There’s something about an old-fashioned paperback that can’t be duplicated in this digital age. It’s not neat and clean like e-text. Paperbacks reveal themselves through use. Good books become worn and tattered as they’re passed from reader to reader. The better the book, the worse it looks.
This is my $3.95 copy of One Hundred Years of Solitude. It shows a couple decades of use. I read it in college, read it again when I had a job working in one-person library, packed it when I moved to Florida, packed it again when returned to DC, boxed it up a couple more times as I switched apartments in Washington, reread it some more and finally placed it on a shelf with much shinier books in better condition.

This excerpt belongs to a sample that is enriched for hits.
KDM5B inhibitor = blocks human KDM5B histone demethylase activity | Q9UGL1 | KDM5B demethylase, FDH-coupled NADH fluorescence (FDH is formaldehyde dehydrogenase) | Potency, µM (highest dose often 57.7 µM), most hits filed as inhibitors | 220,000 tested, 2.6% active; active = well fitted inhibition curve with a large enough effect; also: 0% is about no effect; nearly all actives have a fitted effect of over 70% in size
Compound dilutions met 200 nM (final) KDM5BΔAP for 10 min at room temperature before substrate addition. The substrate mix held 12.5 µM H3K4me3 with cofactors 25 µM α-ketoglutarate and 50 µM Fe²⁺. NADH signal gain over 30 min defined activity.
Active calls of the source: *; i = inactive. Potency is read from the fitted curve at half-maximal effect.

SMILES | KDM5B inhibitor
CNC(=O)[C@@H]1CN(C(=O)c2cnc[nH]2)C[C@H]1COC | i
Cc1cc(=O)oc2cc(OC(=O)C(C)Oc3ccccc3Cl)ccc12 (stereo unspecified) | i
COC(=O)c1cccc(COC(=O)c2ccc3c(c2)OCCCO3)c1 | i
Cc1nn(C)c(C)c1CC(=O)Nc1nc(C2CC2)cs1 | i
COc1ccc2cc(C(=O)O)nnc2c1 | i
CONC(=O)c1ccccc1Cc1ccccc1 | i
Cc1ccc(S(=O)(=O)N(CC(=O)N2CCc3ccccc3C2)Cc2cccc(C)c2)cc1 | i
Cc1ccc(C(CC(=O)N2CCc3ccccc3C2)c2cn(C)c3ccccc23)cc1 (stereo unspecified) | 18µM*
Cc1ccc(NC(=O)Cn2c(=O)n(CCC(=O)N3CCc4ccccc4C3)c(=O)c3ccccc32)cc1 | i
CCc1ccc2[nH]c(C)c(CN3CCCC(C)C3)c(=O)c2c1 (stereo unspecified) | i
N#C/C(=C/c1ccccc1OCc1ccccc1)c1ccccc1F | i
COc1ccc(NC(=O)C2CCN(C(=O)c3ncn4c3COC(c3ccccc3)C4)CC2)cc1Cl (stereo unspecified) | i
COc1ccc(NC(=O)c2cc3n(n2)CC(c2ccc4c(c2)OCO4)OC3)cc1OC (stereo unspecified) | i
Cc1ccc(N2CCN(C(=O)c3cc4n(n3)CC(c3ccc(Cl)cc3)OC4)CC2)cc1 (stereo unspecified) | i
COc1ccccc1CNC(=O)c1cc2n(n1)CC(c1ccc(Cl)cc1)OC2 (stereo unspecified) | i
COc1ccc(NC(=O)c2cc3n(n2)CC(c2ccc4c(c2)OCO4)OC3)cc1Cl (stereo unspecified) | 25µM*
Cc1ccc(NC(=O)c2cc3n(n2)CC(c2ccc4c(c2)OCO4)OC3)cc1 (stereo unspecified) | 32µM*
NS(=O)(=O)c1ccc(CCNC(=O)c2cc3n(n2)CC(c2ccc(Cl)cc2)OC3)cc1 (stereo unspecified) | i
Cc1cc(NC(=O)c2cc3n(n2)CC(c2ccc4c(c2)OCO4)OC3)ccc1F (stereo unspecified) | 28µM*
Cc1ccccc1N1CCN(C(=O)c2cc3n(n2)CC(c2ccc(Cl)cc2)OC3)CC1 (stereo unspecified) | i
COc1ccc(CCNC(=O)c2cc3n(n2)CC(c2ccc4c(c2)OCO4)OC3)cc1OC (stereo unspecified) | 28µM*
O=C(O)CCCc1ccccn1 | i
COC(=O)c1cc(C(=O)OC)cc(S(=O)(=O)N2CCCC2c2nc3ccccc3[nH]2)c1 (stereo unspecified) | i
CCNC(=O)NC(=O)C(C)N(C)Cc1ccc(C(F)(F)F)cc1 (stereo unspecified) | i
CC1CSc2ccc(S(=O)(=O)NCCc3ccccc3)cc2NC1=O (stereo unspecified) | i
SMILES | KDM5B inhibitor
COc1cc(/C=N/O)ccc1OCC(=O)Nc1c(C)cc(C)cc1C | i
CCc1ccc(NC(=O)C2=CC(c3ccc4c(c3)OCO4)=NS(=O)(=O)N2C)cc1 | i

It’s the book I won’t part with, no matter how shabby it gets.
- Does Anyone Make Real Shit Anymore? - May 15, 2017
- Macron Wins: The End of the Beginning - May 8, 2017
- James Buchanan – Worst President Ever? - May 3, 2017
- Day Trip: Little Washington - April 26, 2017
- Remaindered Reads - April 17, 2017
- What Price Louisville? - April 11, 2017
- Take One Home: The Community Collective Photography Show - April 6, 2017
- A War We Must Win: USA vs Trump - March 31, 2017
- There is Money in Coworking - March 29, 2017
- Artomatic Demonstrates the Creative Power of DC - March 28, 2017